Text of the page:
Can I Install a Junction Box in an Attic?

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Codes require that boxes in attics be permanently accessible.
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While building codes usually allow junction boxes in attics, the codes impose installation standards to prevent electrical fires and accidental shock. Junction boxes are basically standard electrical boxes that act as waypoints and connection centers for one or more circuits. Since they're not something you actively use, it's easy to forget where they are, which might lead to accidents and property damage during home maintenance. If you learn about installing junction boxes in attics, you can plan a new project or inspect your existing work for problems.

About Junction Boxes

The term junction box doesn't describe a particular type of electrical box, it describes a particular application of electrical boxes. Junction boxes hold wire connections, such as a point where a circuit diverts to a switch or a receptacle along its path. Additionally, a junction box might serve as the jumping off point for a cable that supplies several electrical fixtures. Electricians regularly use switch, receptacle and light box fixtures to wire junctions; however, this is only acceptable if the box is large enough to safely house all the wires.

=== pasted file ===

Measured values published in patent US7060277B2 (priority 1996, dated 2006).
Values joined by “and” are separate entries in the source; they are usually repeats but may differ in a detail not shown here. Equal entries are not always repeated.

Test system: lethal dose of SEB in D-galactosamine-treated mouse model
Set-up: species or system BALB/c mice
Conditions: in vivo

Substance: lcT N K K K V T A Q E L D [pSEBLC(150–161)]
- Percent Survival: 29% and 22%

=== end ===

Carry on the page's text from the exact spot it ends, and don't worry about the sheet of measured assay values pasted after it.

Accessibility Requirements

The primary requirement for junction boxes is that they remain permanently accessible. According to most building codes, the phrase "permanently accessible" means that the junction box is clearly visible and serviceable without removing any walls, ceilings or building materials. Concealed junction boxes are easily forgotten and therefore pose a great danger to the home's occupants. However, the accessibility requirements do not prohibit you from installing a junction box in the attic. A common solution to accessibility problem is to have the box open to the underlying room's ceiling. To soften the box's appearance, you may install a low-profile face plate and paint the cover to match your ceiling.

Junction Boxes in Insulated Attics

Some areas might allow for junction boxes that don't penetrate ceiling drywall. In this case, the boxes will open into the attic; occasionally they're uncovered. Since insulation is combustible, you must install face plates on all attic junction boxes to prevent contact between bare wires and insulation materials.

Junction Box Mounting Locations

There are two options for mounting boxes that are wholly contained within the attic: you can attach them to the joist's side surface, called the face, or to the joist's top surface, called the edge. Although code inspectors might accept either arrangement, many builders prefer to mount junction boxes on the joist's top surface. A top-mounted box remains clearly visible, even from a distance. Clear visibility prevents homeowners from accidentally placing insulation, decking or storage items on top of the box.